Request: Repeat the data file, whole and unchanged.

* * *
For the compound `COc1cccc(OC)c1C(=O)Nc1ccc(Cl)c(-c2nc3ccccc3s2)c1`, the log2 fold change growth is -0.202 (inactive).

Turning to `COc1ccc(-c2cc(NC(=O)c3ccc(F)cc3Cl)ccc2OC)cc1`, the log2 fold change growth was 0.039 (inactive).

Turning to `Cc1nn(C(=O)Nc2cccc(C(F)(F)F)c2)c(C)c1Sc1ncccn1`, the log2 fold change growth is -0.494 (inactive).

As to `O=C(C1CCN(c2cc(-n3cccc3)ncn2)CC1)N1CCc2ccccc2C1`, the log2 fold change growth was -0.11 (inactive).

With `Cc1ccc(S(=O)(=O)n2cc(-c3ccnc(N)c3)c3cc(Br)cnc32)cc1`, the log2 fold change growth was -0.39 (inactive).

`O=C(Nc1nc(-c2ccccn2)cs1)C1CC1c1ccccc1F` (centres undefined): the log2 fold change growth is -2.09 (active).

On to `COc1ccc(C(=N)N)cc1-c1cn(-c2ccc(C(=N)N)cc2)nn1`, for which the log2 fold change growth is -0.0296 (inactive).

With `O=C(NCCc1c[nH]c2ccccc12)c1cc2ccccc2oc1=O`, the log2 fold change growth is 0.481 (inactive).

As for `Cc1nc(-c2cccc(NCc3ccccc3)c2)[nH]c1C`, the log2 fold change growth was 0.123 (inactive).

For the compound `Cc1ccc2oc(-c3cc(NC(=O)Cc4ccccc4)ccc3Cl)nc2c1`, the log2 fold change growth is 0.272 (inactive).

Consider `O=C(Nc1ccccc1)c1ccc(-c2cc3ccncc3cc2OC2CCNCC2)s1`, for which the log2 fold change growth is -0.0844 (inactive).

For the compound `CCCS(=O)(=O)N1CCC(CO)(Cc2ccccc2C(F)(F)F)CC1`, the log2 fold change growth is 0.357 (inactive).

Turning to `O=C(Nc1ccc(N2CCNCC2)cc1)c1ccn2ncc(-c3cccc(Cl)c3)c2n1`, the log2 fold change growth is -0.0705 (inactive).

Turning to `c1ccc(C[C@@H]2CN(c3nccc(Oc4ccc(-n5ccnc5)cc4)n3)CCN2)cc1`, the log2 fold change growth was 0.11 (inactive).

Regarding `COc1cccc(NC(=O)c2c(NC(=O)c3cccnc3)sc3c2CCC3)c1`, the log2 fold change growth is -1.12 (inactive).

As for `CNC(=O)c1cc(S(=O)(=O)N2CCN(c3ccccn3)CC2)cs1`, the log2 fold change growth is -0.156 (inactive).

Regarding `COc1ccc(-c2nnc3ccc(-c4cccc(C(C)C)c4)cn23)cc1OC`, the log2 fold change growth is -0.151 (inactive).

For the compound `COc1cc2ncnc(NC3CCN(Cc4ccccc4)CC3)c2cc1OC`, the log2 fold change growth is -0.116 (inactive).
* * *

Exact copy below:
For the compound `COc1cccc(OC)c1C(=O)Nc1ccc(Cl)c(-c2nc3ccccc3s2)c1`, the log2 fold change growth is -0.202 (inactive).

Turning to `COc1ccc(-c2cc(NC(=O)c3ccc(F)cc3Cl)ccc2OC)cc1`, the log2 fold change growth was 0.039 (inactive).

Turning to `Cc1nn(C(=O)Nc2cccc(C(F)(F)F)c2)c(C)c1Sc1ncccn1`, the log2 fold change growth is -0.494 (inactive).

As to `O=C(C1CCN(c2cc(-n3cccc3)ncn2)CC1)N1CCc2ccccc2C1`, the log2 fold change growth was -0.11 (inactive).

With `Cc1ccc(S(=O)(=O)n2cc(-c3ccnc(N)c3)c3cc(Br)cnc32)cc1`, the log2 fold change growth was -0.39 (inactive).

`O=C(Nc1nc(-c2ccccn2)cs1)C1CC1c1ccccc1F` (centres undefined): the log2 fold change growth is -2.09 (active).

On to `COc1ccc(C(=N)N)cc1-c1cn(-c2ccc(C(=N)N)cc2)nn1`, for which the log2 fold change growth is -0.0296 (inactive).

With `O=C(NCCc1c[nH]c2ccccc12)c1cc2ccccc2oc1=O`, the log2 fold change growth is 0.481 (inactive).

As for `Cc1nc(-c2cccc(NCc3ccccc3)c2)[nH]c1C`, the log2 fold change growth was 0.123 (inactive).

For the compound `Cc1ccc2oc(-c3cc(NC(=O)Cc4ccccc4)ccc3Cl)nc2c1`, the log2 fold change growth is 0.272 (inactive).

Consider `O=C(Nc1ccccc1)c1ccc(-c2cc3ccncc3cc2OC2CCNCC2)s1`, for which the log2 fold change growth is -0.0844 (inactive).

For the compound `CCCS(=O)(=O)N1CCC(CO)(Cc2ccccc2C(F)(F)F)CC1`, the log2 fold change growth is 0.357 (inactive).

Turning to `O=C(Nc1ccc(N2CCNCC2)cc1)c1ccn2ncc(-c3cccc(Cl)c3)c2n1`, the log2 fold change growth is -0.0705 (inactive).

Turning to `c1ccc(C[C@@H]2CN(c3nccc(Oc4ccc(-n5ccnc5)cc4)n3)CCN2)cc1`, the log2 fold change growth was 0.11 (inactive).

Regarding `COc1cccc(NC(=O)c2c(NC(=O)c3cccnc3)sc3c2CCC3)c1`, the log2 fold change growth is -1.12 (inactive).

As for `CNC(=O)c1cc(S(=O)(=O)N2CCN(c3ccccn3)CC2)cs1`, the log2 fold change growth is -0.156 (inactive).

Regarding `COc1ccc(-c2nnc3ccc(-c4cccc(C(C)C)c4)cn23)cc1OC`, the log2 fold change growth is -0.151 (inactive).

For the compound `COc1cc2ncnc(NC3CCN(Cc4ccccc4)CC3)c2cc1OC`, the log2 fold change growth is -0.116 (inactive).